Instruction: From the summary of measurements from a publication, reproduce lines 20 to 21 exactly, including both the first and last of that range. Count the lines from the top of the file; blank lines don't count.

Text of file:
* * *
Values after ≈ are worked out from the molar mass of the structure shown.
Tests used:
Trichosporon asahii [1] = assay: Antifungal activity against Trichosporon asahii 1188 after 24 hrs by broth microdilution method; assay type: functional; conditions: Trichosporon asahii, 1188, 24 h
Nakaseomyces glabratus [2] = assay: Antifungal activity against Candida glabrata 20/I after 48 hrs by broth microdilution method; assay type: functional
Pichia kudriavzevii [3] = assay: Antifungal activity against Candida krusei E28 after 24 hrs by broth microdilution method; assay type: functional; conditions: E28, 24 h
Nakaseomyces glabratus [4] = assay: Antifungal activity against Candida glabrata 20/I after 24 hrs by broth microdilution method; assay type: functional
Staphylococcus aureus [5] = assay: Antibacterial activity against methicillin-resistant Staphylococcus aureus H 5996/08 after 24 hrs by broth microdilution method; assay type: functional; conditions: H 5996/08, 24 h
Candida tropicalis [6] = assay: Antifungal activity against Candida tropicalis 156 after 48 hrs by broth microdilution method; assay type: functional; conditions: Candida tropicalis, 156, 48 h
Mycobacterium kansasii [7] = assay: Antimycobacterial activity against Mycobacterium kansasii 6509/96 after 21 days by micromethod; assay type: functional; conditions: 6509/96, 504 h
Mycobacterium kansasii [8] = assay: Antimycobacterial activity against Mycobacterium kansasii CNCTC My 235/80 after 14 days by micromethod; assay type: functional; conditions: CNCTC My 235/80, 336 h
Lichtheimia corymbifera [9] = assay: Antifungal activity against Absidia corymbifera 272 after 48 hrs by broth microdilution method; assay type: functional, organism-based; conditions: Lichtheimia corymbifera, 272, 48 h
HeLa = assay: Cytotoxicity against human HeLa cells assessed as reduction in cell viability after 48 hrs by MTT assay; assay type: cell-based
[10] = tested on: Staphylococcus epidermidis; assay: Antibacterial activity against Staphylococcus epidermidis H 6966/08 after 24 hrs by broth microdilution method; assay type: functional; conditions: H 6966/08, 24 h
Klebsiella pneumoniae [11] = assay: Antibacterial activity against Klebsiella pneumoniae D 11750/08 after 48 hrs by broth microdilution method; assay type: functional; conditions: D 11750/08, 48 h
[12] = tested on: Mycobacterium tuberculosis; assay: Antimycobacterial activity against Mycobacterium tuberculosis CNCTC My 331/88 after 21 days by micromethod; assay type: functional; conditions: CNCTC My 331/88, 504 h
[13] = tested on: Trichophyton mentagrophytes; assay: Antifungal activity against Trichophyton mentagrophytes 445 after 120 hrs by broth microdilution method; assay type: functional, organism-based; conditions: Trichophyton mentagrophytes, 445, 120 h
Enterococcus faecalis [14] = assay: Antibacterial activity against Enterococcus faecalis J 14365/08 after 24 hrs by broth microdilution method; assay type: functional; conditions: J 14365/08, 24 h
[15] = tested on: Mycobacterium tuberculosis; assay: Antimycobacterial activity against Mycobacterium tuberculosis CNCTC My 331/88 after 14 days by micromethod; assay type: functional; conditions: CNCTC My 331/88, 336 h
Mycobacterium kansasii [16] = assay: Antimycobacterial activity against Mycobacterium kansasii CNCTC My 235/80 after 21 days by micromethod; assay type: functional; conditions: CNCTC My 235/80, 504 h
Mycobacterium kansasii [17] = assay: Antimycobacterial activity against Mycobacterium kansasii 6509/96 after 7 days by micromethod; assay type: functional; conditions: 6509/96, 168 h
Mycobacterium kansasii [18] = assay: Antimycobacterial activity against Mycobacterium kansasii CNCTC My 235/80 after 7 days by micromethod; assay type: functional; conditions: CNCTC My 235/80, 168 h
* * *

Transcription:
Mycobacterium kansasii [17] = assay: Antimycobacterial activity against Mycobacterium kansasii 6509/96 after 7 days by micromethod; assay type: functional; conditions: 6509/96, 168 h
Mycobacterium kansasii [18] = assay: Antimycobacterial activity against Mycobacterium kansasii CNCTC My 235/80 after 7 days by micromethod; assay type: functional; conditions: CNCTC My 235/80, 168 h